While the bylaws against camping in parks might appear fair to someone who has a home, she said, they have an unfair impact on people who are homeless. "It is very hard for many of us who've never been homeless to appreciate the severity of the bylaws," she said. "We have to consider the impact of the bylaws on the people they really do affect."
The city's lawyers argue that whatever benefit the tent city had for the people who lived there, they shouldn't be allowed to make a "defacto expropriation" of a public park. The submission they made to the court acknowledges that homelessness is a problem and says people can cover themselves to stay warm and dry while sleeping outdoors, but creating tent cities should not be allowed.
The submission said, "The City says that the limits it places on the erection of a temporary abode and the creation of tent cities in public spaces are reasonable and demonstrably justified in a free and democratic society."
The attorney general of B.C.'s office is intervening in the case since it involves a constitutional question that would affect municipalities throughout the province. The courts should not be setting social policy, its submission said.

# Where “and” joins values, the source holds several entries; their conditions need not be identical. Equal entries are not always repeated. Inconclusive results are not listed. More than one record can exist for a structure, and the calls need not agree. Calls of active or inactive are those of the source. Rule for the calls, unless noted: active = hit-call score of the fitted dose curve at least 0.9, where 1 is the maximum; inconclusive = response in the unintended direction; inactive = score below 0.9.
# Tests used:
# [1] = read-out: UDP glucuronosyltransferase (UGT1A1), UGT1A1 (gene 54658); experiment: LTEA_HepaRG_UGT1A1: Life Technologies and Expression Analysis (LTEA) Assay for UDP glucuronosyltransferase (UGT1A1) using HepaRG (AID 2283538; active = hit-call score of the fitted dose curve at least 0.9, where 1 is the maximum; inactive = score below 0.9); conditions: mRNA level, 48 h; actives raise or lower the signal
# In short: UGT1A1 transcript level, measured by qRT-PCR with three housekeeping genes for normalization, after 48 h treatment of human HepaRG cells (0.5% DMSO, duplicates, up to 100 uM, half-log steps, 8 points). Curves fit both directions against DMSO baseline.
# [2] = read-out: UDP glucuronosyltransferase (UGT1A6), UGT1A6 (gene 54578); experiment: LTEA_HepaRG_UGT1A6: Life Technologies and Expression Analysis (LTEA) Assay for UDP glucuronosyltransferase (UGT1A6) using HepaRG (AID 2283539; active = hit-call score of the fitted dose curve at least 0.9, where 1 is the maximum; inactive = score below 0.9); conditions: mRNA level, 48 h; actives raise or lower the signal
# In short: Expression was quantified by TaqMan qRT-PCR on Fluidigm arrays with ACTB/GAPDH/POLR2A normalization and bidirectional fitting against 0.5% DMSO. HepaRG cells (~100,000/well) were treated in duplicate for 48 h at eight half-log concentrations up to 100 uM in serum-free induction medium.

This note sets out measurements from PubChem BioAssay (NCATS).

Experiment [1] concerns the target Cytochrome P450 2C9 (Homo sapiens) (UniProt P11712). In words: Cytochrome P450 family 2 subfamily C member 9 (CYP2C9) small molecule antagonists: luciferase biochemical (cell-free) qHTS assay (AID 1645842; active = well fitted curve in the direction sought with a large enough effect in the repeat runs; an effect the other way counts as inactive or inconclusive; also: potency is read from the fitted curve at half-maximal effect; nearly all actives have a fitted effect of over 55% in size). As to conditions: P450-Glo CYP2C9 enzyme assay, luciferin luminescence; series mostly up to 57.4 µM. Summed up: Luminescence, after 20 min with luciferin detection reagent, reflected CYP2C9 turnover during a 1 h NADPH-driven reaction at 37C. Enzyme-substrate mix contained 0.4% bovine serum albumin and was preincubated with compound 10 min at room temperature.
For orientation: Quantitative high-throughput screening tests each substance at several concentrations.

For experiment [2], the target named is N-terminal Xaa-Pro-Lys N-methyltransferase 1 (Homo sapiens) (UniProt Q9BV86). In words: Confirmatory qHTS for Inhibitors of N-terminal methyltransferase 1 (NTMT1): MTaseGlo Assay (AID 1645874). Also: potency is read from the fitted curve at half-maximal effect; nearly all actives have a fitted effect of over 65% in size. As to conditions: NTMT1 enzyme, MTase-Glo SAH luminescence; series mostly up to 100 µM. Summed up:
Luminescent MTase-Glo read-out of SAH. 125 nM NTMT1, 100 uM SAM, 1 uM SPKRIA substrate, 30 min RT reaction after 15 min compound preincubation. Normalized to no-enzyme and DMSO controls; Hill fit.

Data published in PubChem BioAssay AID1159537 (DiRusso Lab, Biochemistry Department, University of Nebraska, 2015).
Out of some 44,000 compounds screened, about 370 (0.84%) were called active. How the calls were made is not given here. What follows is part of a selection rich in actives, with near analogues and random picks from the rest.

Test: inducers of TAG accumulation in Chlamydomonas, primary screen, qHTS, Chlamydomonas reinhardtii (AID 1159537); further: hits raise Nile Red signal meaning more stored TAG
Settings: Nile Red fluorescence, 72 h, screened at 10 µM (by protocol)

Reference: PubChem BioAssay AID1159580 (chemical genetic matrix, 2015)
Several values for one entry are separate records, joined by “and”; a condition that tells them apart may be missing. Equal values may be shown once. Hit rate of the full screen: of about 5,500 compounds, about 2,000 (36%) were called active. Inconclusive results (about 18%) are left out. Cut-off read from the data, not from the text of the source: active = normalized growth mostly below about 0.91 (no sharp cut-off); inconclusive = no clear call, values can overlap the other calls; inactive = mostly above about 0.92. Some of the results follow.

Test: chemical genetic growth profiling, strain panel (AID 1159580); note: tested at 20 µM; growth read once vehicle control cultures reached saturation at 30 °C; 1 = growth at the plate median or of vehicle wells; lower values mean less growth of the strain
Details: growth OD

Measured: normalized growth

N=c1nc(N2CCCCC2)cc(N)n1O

"The solutions to the difficult and challenging circumstances faced by the homeless lie in the hands of the democratically elected legislative and executive arms of government," the submission argued. "The courts are not equipped with the resources or the expertise to address the many challenging issues raised by the phenomenon of homelessness."
The provincial government has overseen a tremendous increase in homelessness since 2001, at least some of which is attributable to cuts to housing, welfare and other social supports.
Vancouver lawyer Ron Skolrood gained intervener status for the B.C. Civil Liberties Association. "This is really the first case of its type in Canada where the whole question of adequate shelter has been addressed by the courts," he said in an interview. "Access to adequate shelter is a pretty fundamental basic necessity of life."
Victoria's anti-camping bylaws leave people little choice, he said. "You're putting homeless people in a position of having to either choose to break the law by erecting a shelter or choose to put themselves in harm's way by complying with the bylaw and sleeping without adequate shelter, and what kind of choice is that? That's not a choice at all."
David Arthur Johnston, whose own fight to sleep in public places including the grounds of St. Ann's Academy predates the case by at least a couple years, said waiting for the trial has been "A university level lesson in patience." He added, "This is the battle for the commons."
When there's a disaster overseas, said Simon Ralph, who stayed in the park at the time of the tent city but has a home now, the Canadian government sends sleeping bags. But when there are people here who are homeless, "They're denied that basic right."